house squatter laws

How You Can Wisely Deal with House Squatters

Did you know that you could lose ownership of your property to someone with no legal claim to it? Unfortunately, this is possible. As a landlord, squatters are among the worst nightmares.

A house squatter is a person who lives in your house with no legal claim to the property.  This can refer to a homeless person or a tenant who has stopped paying rent.

Owning a property without paying a cent for it is a legal reality some house squatters are reaping from. Being ignorant about the law is not an excuse or limitation. Let’s answer a few questions about house squatters.

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What is legal about house squatters?

Squatter’s rights, also known as adverse possession, are a declaration that someone is authorized to own property after he/she has been squatting there.

Many countries allow Squatters to gain legal possession of a property after complying with the following legal requirements:

  1. One must occupy the said property for the required timespan without the original owner using it or aware of their existence. The period of occupation varies with different state laws. For Instance, in the state of California, the timespan is at least five years.
  2. The Squatter must pay homeowners association fees, taxes, and other costs relating to ownership of the property for a stipulated period of time in order to claim legal ownership of the property.
  3. The Squatter must use the property exclusively. The squatter cannot use the property along with other people or on behalf of someone else.

What steps should I take if I discover squatters on my property?

It is easier to guard your property against unwanted “guests” than evicting them. Unluckily not everyone is able to take the Precautionary measures. If you find out about squatters on your property, here are a few wise steps you can take.

Step #1: Remain calm

 It’s very tempting to act with hostility in the face of a frustrating squatter situation. It’s illegal to intimidate or threaten them. Stay calm and handle the situation cautiously.

Step #2: Call the local police

The police will help you establish if the person is a trespasser or a squatter. If it’s a trespasser they will help you to remove them promptly. However, if it’s a squatter they will step away and advise you to begin taking legal action.

Step #3: Issue an eviction Notice

Find out about your state and local requirements for which paperwork you need to legally get the person out. Serve the eviction notice right away through certified mail and keep a copy of the receipt.

Do not take too long to begin the eviction proceedings. Failure to file the eviction fast enough could put the ownership of the property in the hand of the squatter under adverse possession laws.

You might be fortunate they leave after the eviction notice. Nevertheless, they may not. At this point, you must bring in a lawyer.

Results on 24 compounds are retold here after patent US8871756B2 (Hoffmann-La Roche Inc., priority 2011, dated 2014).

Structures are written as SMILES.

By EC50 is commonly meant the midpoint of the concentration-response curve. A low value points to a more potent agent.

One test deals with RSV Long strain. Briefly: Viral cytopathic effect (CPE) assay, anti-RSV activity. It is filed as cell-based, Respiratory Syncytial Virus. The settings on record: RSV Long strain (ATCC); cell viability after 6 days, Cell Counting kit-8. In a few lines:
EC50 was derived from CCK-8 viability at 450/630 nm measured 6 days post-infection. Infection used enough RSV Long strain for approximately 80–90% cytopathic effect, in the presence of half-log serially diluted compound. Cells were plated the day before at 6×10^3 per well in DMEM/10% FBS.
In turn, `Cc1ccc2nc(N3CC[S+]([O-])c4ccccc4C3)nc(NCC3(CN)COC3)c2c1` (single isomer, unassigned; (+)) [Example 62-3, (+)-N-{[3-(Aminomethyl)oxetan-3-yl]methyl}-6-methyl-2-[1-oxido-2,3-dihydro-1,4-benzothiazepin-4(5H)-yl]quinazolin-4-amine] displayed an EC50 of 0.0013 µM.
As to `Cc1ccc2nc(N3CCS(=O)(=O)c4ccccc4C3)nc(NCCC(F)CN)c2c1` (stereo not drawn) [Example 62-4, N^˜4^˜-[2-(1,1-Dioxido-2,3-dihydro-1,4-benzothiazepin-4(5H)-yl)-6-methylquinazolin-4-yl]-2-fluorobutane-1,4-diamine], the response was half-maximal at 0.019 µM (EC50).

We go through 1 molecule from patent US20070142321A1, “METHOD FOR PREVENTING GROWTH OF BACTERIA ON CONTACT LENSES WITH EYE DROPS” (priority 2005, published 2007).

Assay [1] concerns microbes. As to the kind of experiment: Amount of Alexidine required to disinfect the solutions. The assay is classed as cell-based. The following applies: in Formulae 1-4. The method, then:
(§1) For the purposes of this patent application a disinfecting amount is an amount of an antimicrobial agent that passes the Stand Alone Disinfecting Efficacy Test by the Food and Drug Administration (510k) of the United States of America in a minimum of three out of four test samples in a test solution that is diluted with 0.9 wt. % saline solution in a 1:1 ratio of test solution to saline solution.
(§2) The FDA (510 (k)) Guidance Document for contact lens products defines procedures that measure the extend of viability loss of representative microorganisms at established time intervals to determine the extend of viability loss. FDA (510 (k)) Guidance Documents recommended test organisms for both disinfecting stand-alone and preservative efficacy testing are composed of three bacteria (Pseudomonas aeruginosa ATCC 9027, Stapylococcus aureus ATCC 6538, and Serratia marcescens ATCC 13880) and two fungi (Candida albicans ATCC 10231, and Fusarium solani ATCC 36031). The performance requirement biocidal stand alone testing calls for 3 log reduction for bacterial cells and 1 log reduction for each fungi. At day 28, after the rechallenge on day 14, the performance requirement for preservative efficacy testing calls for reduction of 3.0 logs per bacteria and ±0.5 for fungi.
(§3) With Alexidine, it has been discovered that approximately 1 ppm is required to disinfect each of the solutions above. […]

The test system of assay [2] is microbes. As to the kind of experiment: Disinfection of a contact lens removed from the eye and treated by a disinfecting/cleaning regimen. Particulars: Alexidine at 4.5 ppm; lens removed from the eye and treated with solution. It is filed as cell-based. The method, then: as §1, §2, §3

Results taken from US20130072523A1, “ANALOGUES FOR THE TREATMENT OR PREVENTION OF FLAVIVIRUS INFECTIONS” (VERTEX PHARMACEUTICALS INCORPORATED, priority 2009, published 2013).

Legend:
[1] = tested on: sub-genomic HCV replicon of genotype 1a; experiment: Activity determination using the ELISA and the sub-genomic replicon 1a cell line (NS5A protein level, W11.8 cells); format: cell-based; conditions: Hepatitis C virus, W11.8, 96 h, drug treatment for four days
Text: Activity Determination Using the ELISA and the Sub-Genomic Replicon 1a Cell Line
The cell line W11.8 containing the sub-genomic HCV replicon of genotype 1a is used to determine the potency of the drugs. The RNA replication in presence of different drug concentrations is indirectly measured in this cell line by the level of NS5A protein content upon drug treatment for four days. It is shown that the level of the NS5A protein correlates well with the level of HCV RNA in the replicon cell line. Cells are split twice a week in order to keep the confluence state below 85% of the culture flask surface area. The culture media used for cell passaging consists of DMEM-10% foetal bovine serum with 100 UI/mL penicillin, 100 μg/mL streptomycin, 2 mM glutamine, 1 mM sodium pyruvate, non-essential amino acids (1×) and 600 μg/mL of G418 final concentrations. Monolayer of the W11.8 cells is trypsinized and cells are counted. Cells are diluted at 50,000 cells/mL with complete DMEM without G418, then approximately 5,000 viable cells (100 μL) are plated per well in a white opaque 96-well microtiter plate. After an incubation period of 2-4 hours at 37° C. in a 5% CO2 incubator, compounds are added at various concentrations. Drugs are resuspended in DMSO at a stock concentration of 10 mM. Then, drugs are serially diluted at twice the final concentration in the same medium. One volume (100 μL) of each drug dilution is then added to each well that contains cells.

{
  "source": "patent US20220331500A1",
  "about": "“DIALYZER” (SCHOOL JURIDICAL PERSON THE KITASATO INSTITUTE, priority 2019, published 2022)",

Step #4: File a civil lawsuit.

Once more check on the protocol for the specific pieces of information that you will need to present. It is crucial to keep a record of all communication between you and the squatter.

The information can act as evidence that you tried to remedy the situation. Make sure you attend all court eviction hearings.

How long will it take to regain possession of my property?

 Mostly the process of getting rid of squatters takes weeks, months, or even years. 

Once you win the civil lawsuit has the Squatter removed. You can do this by presenting the final court decision to the local police. They will have them evicted with a fee.

After their eviction, you will be faced with the left-behind property. It’s illegal to dump or sell the items. Rely on your local government on every action of getting your property back.

What should I do to prevent dealing with squatters?

 They say prevention is obviously better than cure.  It is best to prevent them from occupying your property than evicting them. Here are a few measures you can take

#1: Choose great tenants.

Thoroughly screen potential tenants to ensure you are signing a lease agreement with a responsible tenant.

#2: Make sure your property is locked and closed.

All entries should not be left open because, without evidence of forced entry, squatters cannot be treated as thieves.

#3: Install a security system.

These days it’s cheap to get a motion-sensing camera that sends you alerts and footage whenever someone tries to enter your property.

Conclusion

Maintaining a proactive approach to property management that prevents squatters is a worthy investment.

If you face the challenge of Squatters, seek legal advice.

Knowledge will not only help you to prevent squatters but also ensure you handle the situation carefully and stay in line with the law.

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